December 15, 2013 – Normally I drive you home from Wootton but on this day, I hand you the keys and you chauffeur me for the first time. You blow through the red light and then slam on the brakes in the middle of the Fallsmead Way intersection. I’m still laughing hours later.
August 28, 2011 – After years and years of looking forward to this moment, you come to Wootton High School as a freshmen. Passing you in the halls, gossiping about your classmates and working on English essays together all become regular activities. Being the aunt of a student at the high school where I teach is infinitely better than being the parent: all of the fun and none of the stress.
June 12, 2010 – Your bat mitzvah service is held on my porch. It’s the most beautiful, meaningful ceremony and I’m so proud of you. And you look so lovely as you leave childhood behind and begin to become a young lady.
March 23, 2004 – Ira and I move in five houses away from you. I stop working that summer and for the next few years, I’m at your house almost every day, first with my daughter (your cousin) Leah, and then with my second, Josie, when she’s born the following spring.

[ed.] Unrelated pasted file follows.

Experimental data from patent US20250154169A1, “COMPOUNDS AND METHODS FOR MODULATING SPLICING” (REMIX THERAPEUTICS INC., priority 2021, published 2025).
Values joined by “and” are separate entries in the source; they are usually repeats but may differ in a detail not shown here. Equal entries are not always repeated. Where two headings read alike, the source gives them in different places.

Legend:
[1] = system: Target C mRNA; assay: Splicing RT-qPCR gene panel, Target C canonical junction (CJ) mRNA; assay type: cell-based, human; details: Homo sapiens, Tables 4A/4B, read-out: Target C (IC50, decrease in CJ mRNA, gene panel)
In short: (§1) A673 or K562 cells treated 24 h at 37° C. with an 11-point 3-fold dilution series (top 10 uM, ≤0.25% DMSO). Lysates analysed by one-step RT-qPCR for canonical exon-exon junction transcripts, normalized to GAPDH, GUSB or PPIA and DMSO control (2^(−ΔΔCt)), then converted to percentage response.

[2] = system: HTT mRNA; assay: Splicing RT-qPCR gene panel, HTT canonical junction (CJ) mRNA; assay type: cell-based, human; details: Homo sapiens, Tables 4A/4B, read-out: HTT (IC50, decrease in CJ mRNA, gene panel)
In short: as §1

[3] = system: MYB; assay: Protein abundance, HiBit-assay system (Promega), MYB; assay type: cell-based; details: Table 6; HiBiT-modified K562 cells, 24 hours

April 3, 2003 – Your mom asks me to see if I notice that you keep flipping your hair out of your face. Many doctors later, we find out you have Tourette’s Syndrome. My heart hurts for what might be ahead, but you handle TS always with maturity and grace and dignity. You use pepper to explain to your third grade class that a tic can’t be ignored any more than a sneeze can. You raise thousands of dollars for research. You become a camp counselor for other kids with TS and other neurologic conditions. You inspire me every day.
December 8, 2001 – I hold you up, as close as we can be, while your new baby brother Jack has his bris. Your mom is crying in the kitchen but we are both fascinated by this ancient ritual. You aren’t scared one little bit.
June 17, 2000 – You stand beside me as my flower girl at my wedding as I officially become your aunt. Earlier in the day your mother reminded you to behave and you yelled, “I. AM. BEING. GOOD.” You sure were.
June 7, 1997 – When I held you for the first time at Holy Cross Hospital, I said a little prayer that I would get to be your aunt and be in your life. I wasn’t engaged yet to your uncle Ira and I wasn’t sure what the future held, but I knew at that moment that I would love you forever, Sydney Starr Moskowitz.